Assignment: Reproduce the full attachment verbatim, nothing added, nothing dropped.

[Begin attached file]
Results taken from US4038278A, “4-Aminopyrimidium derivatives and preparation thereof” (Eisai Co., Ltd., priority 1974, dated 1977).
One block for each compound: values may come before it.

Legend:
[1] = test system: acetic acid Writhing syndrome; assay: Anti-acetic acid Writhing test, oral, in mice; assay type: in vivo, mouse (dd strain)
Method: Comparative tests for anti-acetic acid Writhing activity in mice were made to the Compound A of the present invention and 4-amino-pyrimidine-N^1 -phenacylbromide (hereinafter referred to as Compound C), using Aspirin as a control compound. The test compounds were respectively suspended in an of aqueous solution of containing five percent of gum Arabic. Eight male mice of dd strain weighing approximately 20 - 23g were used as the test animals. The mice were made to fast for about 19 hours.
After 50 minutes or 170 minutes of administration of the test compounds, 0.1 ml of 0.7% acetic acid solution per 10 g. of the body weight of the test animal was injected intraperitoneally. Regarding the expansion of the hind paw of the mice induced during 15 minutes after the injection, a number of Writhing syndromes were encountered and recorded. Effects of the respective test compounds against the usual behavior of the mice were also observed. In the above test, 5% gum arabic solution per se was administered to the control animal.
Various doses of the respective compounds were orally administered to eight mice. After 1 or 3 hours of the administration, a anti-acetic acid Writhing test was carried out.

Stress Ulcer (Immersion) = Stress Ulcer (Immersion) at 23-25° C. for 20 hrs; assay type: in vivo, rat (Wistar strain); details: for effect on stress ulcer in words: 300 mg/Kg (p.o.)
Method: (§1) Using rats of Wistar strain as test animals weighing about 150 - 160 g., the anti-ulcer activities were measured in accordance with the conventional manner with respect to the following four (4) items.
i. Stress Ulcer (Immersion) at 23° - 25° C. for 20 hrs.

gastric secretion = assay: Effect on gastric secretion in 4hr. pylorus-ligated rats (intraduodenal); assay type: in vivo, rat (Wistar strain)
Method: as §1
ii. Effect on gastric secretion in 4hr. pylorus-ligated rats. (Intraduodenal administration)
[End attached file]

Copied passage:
Results taken from US4038278A, “4-Aminopyrimidium derivatives and preparation thereof” (Eisai Co., Ltd., priority 1974, dated 1977).
One block for each compound: values may come before it.

Legend:
[1] = test system: acetic acid Writhing syndrome; assay: Anti-acetic acid Writhing test, oral, in mice; assay type: in vivo, mouse (dd strain)
Method: Comparative tests for anti-acetic acid Writhing activity in mice were made to the Compound A of the present invention and 4-amino-pyrimidine-N^1 -phenacylbromide (hereinafter referred to as Compound C), using Aspirin as a control compound. The test compounds were respectively suspended in an of aqueous solution of containing five percent of gum Arabic. Eight male mice of dd strain weighing approximately 20 - 23g were used as the test animals. The mice were made to fast for about 19 hours.
After 50 minutes or 170 minutes of administration of the test compounds, 0.1 ml of 0.7% acetic acid solution per 10 g. of the body weight of the test animal was injected intraperitoneally. Regarding the expansion of the hind paw of the mice induced during 15 minutes after the injection, a number of Writhing syndromes were encountered and recorded. Effects of the respective test compounds against the usual behavior of the mice were also observed. In the above test, 5% gum arabic solution per se was administered to the control animal.
Various doses of the respective compounds were orally administered to eight mice. After 1 or 3 hours of the administration, a anti-acetic acid Writhing test was carried out.

Stress Ulcer (Immersion) = Stress Ulcer (Immersion) at 23-25° C. for 20 hrs; assay type: in vivo, rat (Wistar strain); details: for effect on stress ulcer in words: 300 mg/Kg (p.o.)
Method: (§1) Using rats of Wistar strain as test animals weighing about 150 - 160 g., the anti-ulcer activities were measured in accordance with the conventional manner with respect to the following four (4) items.
i. Stress Ulcer (Immersion) at 23° - 25° C. for 20 hrs.

gastric secretion = assay: Effect on gastric secretion in 4hr. pylorus-ligated rats (intraduodenal); assay type: in vivo, rat (Wistar strain)
Method: as §1
ii. Effect on gastric secretion in 4hr. pylorus-ligated rats. (Intraduodenal administration)